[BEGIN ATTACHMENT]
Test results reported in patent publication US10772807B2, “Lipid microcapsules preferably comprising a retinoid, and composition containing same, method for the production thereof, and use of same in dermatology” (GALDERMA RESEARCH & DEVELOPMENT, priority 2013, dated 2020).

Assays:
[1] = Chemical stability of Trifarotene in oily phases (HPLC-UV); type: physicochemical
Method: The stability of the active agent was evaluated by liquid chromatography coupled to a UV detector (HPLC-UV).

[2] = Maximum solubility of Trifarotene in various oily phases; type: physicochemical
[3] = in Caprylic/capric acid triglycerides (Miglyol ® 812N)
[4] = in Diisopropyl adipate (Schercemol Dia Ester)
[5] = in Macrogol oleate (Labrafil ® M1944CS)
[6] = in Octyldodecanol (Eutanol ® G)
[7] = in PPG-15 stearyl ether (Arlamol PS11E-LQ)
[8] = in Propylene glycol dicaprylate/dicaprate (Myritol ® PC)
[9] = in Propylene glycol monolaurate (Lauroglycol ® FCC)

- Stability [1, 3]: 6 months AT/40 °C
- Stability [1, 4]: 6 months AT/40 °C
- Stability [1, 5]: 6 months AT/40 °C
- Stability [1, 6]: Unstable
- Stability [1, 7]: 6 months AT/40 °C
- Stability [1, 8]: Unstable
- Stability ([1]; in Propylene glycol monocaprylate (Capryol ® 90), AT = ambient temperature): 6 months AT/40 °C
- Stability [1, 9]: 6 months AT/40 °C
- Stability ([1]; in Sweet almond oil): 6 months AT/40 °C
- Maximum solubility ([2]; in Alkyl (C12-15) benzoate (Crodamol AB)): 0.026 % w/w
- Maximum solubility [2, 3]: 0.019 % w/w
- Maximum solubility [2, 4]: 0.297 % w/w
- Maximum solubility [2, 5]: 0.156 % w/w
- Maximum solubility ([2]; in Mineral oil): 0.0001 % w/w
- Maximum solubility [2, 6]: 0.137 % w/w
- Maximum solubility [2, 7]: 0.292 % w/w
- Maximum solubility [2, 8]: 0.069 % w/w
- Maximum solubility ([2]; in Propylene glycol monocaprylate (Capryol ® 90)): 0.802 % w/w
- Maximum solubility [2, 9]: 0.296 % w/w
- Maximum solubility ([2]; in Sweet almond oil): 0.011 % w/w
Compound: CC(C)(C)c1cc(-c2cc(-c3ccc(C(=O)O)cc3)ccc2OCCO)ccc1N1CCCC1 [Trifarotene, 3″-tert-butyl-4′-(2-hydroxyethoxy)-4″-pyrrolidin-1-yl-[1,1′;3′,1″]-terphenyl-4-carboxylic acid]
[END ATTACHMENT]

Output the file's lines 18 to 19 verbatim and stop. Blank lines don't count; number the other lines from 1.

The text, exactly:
- Stability [1, 8]: Unstable
- Stability ([1]; in Propylene glycol monocaprylate (Capryol ® 90), AT = ambient temperature): 6 months AT/40 °C